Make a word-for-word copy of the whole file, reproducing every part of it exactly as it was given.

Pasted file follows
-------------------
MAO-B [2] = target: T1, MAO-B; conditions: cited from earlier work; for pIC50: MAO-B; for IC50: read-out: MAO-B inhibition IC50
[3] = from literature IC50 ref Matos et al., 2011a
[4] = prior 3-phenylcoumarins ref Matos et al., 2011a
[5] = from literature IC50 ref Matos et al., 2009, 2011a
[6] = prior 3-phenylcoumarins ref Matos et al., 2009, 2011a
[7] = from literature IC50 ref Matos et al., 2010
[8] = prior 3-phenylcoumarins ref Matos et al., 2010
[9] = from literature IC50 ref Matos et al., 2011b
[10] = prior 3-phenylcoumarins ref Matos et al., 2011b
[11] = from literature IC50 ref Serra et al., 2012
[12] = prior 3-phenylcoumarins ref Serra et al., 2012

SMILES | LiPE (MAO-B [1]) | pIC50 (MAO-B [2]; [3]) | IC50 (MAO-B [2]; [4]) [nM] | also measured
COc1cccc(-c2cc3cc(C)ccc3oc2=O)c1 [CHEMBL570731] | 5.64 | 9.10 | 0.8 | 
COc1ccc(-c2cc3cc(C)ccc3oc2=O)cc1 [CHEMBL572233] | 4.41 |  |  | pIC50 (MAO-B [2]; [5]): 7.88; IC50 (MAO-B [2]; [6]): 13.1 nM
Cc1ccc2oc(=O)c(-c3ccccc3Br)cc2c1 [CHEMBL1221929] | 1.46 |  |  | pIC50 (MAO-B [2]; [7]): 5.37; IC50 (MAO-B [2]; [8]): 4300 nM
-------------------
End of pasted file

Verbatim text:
MAO-B [2] = target: T1, MAO-B; conditions: cited from earlier work; for pIC50: MAO-B; for IC50: read-out: MAO-B inhibition IC50
[3] = from literature IC50 ref Matos et al., 2011a
[4] = prior 3-phenylcoumarins ref Matos et al., 2011a
[5] = from literature IC50 ref Matos et al., 2009, 2011a
[6] = prior 3-phenylcoumarins ref Matos et al., 2009, 2011a
[7] = from literature IC50 ref Matos et al., 2010
[8] = prior 3-phenylcoumarins ref Matos et al., 2010
[9] = from literature IC50 ref Matos et al., 2011b
[10] = prior 3-phenylcoumarins ref Matos et al., 2011b
[11] = from literature IC50 ref Serra et al., 2012
[12] = prior 3-phenylcoumarins ref Serra et al., 2012

SMILES | LiPE (MAO-B [1]) | pIC50 (MAO-B [2]; [3]) | IC50 (MAO-B [2]; [4]) [nM] | also measured
COc1cccc(-c2cc3cc(C)ccc3oc2=O)c1 [CHEMBL570731] | 5.64 | 9.10 | 0.8 | 
COc1ccc(-c2cc3cc(C)ccc3oc2=O)cc1 [CHEMBL572233] | 4.41 |  |  | pIC50 (MAO-B [2]; [5]): 7.88; IC50 (MAO-B [2]; [6]): 13.1 nM
Cc1ccc2oc(=O)c(-c3ccccc3Br)cc2c1 [CHEMBL1221929] | 1.46 |  |  | pIC50 (MAO-B [2]; [7]): 5.37; IC50 (MAO-B [2]; [8]): 4300 nM